Most Pics In IKEA Catalogues Aren't Photos, They're 3D Renders


Swedish furniture behemoth IKEA has very nice, very large catalogues that I had thought contained hundreds of very staged, very nice photos. Turns out that assumption was only half right.

Over the past few years, IKEA has been replacing photos - which can be expensive and laborious to set up - with stunningly lifelike computer images. In 2012, around 12% of the standard product pics in the famous catalogues were the work of computers and artists instead of photographers. A year later, it was 25%. Now, only two years later, that number has shot up to around 75%.

That sharp increase is because, over the past few years, IKEA has built up a "bank" of around 25,000 3D models of its products, which it can now use and re-use in whatever situation, lighting and position it wants.

Most Pics In IKEA Catalogues Aren't Photos, They're 3D Renders

Speaking with CGSociety, IKEA's Martin Enthed explains that CG is also taking over the more elaborate "non-product" images (the bigger, fancier shots combining lots of products into a single themed shot, like the one above).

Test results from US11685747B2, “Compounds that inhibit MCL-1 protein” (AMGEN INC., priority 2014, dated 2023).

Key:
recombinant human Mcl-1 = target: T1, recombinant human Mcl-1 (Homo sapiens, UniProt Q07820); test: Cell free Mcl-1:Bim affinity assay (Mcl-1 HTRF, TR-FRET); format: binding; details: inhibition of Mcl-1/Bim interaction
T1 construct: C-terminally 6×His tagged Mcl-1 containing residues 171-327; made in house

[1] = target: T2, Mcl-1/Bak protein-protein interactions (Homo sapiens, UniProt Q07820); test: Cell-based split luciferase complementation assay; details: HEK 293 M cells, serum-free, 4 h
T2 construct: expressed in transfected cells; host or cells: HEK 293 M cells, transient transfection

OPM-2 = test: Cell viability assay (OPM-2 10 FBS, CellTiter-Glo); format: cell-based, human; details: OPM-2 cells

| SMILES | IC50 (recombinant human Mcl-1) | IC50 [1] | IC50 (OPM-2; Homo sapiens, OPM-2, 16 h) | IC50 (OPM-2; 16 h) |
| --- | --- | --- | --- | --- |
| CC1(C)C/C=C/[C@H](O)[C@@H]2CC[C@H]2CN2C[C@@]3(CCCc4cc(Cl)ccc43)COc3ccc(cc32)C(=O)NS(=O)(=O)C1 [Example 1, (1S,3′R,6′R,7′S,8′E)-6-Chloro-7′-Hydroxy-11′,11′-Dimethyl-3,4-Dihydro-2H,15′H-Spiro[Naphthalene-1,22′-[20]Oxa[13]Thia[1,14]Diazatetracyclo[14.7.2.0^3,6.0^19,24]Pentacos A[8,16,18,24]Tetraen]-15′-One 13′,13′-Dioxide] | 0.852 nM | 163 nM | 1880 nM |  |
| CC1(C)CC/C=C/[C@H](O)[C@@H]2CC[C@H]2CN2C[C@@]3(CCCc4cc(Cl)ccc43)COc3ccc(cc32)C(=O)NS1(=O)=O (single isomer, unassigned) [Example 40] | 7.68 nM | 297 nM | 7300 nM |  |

If you're wondering why bother, or what use could it have if every catalogue is the same, remember that every catalogue is not the same.

"The most expensive and complicated things we have to create and shoot are kitchens", Enthed says. "From both an environmental and time point of view, we don't want to have to ship in all those white-goods from everywhere, shoot them and then ship them all back again. And unfortunately, kitchens are one of those rooms that differ very much depending on where you are in the world. A kitchen in the US will look very different to a kitchen in Japan, for example, or in Germany. So you need lots of different layouts in order to localise the kitchen area in brochures."

The full interview is really interesting for anyone into art (or Swedish furniture). Turns out that to get the results they get today, the company's 3D artists were trained as photographers, and the photographers trained as 3D artists, meaning IKEA would start judging images purely on their quality, not how they were made.

Building 3D with Ikea [CG Society, via ‏@alteredq]